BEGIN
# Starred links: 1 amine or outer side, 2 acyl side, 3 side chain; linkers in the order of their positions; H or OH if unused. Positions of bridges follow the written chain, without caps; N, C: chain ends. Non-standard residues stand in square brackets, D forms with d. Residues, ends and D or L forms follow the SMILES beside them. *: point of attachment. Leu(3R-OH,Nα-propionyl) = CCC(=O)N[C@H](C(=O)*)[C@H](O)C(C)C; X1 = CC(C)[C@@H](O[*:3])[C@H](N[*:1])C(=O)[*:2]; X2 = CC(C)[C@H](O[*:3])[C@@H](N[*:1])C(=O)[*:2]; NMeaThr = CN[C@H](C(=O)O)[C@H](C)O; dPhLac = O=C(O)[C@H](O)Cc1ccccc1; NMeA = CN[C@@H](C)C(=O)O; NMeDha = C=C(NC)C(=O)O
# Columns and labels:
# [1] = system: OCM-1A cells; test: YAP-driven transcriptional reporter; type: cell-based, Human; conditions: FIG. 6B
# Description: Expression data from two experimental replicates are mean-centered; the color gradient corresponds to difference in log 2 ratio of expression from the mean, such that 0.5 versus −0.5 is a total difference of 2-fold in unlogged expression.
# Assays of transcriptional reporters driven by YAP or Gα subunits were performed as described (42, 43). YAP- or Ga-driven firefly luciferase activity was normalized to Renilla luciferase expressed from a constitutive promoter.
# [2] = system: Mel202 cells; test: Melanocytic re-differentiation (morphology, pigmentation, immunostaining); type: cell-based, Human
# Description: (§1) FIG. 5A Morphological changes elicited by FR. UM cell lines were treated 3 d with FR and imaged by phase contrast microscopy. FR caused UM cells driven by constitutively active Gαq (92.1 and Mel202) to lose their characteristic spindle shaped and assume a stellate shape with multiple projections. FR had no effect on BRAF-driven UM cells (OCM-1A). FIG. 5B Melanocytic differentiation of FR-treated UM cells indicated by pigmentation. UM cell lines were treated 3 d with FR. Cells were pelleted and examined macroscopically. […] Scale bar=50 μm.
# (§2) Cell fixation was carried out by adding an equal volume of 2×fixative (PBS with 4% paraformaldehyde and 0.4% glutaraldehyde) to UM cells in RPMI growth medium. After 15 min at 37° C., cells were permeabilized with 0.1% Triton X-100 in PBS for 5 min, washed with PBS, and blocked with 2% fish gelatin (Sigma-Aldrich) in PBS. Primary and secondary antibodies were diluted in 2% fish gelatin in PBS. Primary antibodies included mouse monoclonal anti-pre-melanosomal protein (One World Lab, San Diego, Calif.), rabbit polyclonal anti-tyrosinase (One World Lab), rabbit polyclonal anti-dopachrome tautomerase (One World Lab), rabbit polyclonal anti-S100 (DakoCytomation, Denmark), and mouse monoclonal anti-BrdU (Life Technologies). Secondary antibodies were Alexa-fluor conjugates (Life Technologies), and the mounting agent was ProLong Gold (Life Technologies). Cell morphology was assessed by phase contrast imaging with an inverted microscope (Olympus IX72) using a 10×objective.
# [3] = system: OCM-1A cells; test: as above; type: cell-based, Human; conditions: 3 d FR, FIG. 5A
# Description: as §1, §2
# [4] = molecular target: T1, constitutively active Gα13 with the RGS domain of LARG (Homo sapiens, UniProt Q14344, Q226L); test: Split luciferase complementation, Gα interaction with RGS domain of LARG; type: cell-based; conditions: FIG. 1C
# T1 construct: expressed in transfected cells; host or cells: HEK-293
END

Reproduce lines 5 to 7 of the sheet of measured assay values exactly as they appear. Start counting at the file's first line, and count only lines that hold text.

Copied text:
# Assays of transcriptional reporters driven by YAP or Gα subunits were performed as described (42, 43). YAP- or Ga-driven firefly luciferase activity was normalized to Renilla luciferase expressed from a constitutive promoter.
# [2] = system: Mel202 cells; test: Melanocytic re-differentiation (morphology, pigmentation, immunostaining); type: cell-based, Human
# Description: (§1) FIG. 5A Morphological changes elicited by FR. UM cell lines were treated 3 d with FR and imaged by phase contrast microscopy. FR caused UM cells driven by constitutively active Gαq (92.1 and Mel202) to lose their characteristic spindle shaped and assume a stellate shape with multiple projections. FR had no effect on BRAF-driven UM cells (OCM-1A). FIG. 5B Melanocytic differentiation of FR-treated UM cells indicated by pigmentation. UM cell lines were treated 3 d with FR. Cells were pelleted and examined macroscopically. […] Scale bar=50 μm.